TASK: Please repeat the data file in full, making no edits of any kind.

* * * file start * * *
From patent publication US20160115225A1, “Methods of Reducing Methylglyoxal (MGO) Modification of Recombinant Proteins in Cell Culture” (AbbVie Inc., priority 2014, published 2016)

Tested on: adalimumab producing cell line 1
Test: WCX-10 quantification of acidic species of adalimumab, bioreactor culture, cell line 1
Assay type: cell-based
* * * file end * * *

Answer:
From patent publication US20160115225A1, “Methods of Reducing Methylglyoxal (MGO) Modification of Recombinant Proteins in Cell Culture” (AbbVie Inc., priority 2014, published 2016)

Tested on: adalimumab producing cell line 1
Test: WCX-10 quantification of acidic species of adalimumab, bioreactor culture, cell line 1
Assay type: cell-based